The Scottish Branch opened its 2015/16 technical evening calendar on Tuesday, 8 September at the Stirling Court Hotel. With a presentation by Mike Tetley, HM Inspector of Quarries from the HSE, providing an insight into topical issues being dealt with by the National Quarries inspection Team.
Eighty-eight members and guests at the venue supported the evening, with an additional 16 members, across three remote locations in Scotland linked in via webinar.
A good cross-section of issues had been selected including hard rock, geotechnics (along with recent guidance) in addition to sand and gravel operations. To promote engagement and understanding, open debate and questions were welcomed throughout the presentation.
Initially focusing on investigations and recent legal proceedings, Mike explained that it was the HSE policy is to publicise these, but the gravity of one of the case studies had to be respected as it involved a fatality. The cases focused on a fatal accident at Hatton Mill Quarry, involving Geddes Contractors Ltd and a catastrophic geotechnical failure at New Pilough Quarry involving Blockstone Quarry Ltd. Both of the cases had gone through the due legal process.
The underlying focus from these cases was to provide self-reflection for quarry operators, asking themselves the question “could this happen to us? Are we doing all we should and are our systems and procedures error tolerant?” In both cases the investigation findings were presented along with the issues, which provoked thought and learning discussion.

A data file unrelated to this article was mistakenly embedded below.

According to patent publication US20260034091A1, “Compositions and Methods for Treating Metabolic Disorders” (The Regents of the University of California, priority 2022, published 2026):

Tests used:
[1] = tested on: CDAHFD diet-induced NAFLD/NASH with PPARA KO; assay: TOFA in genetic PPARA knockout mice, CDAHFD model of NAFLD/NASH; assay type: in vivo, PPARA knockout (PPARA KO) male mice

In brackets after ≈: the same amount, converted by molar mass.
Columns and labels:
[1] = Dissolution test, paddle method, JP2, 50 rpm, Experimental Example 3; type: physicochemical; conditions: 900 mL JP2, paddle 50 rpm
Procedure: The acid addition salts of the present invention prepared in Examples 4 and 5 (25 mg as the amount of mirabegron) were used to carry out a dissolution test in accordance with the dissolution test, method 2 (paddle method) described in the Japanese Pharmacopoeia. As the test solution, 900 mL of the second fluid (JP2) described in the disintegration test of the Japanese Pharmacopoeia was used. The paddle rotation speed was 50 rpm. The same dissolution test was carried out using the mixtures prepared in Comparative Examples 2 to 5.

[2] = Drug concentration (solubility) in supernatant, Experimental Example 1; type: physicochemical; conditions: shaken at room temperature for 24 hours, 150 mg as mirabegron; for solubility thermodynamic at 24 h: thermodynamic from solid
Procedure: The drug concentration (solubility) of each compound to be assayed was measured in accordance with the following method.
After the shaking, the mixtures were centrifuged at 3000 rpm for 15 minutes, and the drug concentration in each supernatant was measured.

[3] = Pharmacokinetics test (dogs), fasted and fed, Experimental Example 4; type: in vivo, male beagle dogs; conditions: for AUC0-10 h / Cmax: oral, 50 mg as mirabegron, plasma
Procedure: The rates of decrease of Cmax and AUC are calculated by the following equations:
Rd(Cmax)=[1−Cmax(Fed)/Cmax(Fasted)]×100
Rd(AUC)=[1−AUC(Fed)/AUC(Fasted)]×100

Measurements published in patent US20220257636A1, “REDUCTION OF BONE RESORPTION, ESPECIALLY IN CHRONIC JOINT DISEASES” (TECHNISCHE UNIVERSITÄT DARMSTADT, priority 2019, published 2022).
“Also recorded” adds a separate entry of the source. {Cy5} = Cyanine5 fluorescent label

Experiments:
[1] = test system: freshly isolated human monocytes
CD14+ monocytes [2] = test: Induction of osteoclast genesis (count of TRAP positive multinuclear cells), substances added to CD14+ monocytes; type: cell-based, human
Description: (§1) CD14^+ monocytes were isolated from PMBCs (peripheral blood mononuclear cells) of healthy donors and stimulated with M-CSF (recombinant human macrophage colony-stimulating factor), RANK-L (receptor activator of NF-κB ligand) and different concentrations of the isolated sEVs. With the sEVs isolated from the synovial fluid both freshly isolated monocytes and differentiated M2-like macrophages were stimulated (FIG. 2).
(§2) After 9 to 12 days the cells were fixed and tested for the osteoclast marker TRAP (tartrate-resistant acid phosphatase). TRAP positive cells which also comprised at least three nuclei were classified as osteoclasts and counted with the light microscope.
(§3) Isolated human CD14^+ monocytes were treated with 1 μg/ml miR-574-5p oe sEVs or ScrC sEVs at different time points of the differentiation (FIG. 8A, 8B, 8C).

The key messages from the case studies covered: the design of tip stops through risk assessment, mobile plant operator training, use of seat belts, auditing of workplace transport in quarries, importance of geotechnical assessment, quarry design/development plans, operator competence, involvement of a geotechnical specialist when changes/tension cracks occur, RIDDOR reporting and the available QNJAC guidance along with information sheet GS5.
The presentation also raised awareness of the latest bulletins and guidance on the HSE website, including the changes to visibility requirements on earth moving machinery and the removal of the presumption of conformity, health surveillance for those exposed to respirable crystalline silica (RCS) and worker engagement, covering the requirements of the Quarry Regulations, this was also highlighted as being a priority for the National Quarries Inspection Team.
The evening concluded with branch chairman Malcolm Stewart thanking Mike Tetley for his valuable, appreciated attendance and support of the branch again in this year’s programme.